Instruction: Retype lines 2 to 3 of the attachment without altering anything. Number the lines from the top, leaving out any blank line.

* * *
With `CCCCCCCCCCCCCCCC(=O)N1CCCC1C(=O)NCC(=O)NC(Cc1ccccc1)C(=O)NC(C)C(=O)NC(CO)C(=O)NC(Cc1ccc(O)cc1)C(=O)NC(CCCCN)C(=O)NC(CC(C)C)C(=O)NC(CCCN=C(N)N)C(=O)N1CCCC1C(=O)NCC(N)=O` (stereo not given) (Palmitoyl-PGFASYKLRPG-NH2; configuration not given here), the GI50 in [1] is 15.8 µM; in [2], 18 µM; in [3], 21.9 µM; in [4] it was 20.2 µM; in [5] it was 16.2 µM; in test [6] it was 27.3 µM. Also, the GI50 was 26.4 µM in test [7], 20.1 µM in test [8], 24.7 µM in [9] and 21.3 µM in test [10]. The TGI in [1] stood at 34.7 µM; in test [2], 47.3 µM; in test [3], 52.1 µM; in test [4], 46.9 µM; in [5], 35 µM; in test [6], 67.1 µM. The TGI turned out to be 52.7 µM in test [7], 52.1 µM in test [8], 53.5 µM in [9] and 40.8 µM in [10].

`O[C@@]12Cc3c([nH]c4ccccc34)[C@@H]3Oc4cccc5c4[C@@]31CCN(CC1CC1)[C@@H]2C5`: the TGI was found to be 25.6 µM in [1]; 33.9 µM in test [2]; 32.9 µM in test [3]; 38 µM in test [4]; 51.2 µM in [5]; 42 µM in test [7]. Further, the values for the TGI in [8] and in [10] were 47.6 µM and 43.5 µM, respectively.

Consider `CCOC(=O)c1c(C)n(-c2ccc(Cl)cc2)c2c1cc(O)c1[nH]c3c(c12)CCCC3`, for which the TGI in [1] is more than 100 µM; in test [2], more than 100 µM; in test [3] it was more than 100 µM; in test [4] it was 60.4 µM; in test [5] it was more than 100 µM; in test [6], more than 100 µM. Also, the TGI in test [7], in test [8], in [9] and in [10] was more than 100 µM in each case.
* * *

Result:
`O[C@@]12Cc3c([nH]c4ccccc34)[C@@H]3Oc4cccc5c4[C@@]31CCN(CC1CC1)[C@@H]2C5`: the TGI was found to be 25.6 µM in [1]; 33.9 µM in test [2]; 32.9 µM in test [3]; 38 µM in test [4]; 51.2 µM in [5]; 42 µM in test [7]. Further, the values for the TGI in [8] and in [10] were 47.6 µM and 43.5 µM, respectively.

Consider `CCOC(=O)c1c(C)n(-c2ccc(Cl)cc2)c2c1cc(O)c1[nH]c3c(c12)CCCC3`, for which the TGI in [1] is more than 100 µM; in test [2], more than 100 µM; in test [3] it was more than 100 µM; in test [4] it was 60.4 µM; in test [5] it was more than 100 µM; in test [6], more than 100 µM. Also, the TGI in test [7], in test [8], in [9] and in [10] was more than 100 µM in each case.